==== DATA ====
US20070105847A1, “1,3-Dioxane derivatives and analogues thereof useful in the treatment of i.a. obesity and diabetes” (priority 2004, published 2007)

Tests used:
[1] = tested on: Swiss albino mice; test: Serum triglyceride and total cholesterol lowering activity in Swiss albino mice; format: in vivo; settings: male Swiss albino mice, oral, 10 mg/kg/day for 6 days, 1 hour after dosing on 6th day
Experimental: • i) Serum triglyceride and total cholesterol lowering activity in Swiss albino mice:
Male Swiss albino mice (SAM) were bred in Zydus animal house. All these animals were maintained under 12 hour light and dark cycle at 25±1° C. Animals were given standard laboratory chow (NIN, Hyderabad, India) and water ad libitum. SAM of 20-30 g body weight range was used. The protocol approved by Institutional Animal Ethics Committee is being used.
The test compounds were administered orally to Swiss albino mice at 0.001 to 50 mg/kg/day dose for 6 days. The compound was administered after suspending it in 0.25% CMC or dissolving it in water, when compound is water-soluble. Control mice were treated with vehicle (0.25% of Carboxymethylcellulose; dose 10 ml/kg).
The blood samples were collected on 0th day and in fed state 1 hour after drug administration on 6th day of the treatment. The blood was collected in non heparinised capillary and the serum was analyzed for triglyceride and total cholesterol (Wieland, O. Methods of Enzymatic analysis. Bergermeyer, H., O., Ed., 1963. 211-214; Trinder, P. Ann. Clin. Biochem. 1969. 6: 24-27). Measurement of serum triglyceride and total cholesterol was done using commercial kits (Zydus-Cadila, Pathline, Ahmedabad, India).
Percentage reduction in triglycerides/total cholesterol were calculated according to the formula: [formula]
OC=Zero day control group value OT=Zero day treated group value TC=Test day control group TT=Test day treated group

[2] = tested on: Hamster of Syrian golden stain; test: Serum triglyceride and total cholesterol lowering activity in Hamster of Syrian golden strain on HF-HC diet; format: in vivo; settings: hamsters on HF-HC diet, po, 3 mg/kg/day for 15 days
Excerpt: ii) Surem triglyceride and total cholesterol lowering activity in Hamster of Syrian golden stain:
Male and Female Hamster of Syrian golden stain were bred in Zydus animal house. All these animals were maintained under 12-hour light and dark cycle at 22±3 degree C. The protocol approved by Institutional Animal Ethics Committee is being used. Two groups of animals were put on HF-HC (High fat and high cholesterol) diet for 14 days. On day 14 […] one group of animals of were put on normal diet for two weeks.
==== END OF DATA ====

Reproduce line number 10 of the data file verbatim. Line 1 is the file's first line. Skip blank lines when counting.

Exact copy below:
[2] = tested on: Hamster of Syrian golden stain; test: Serum triglyceride and total cholesterol lowering activity in Hamster of Syrian golden strain on HF-HC diet; format: in vivo; settings: hamsters on HF-HC diet, po, 3 mg/kg/day for 15 days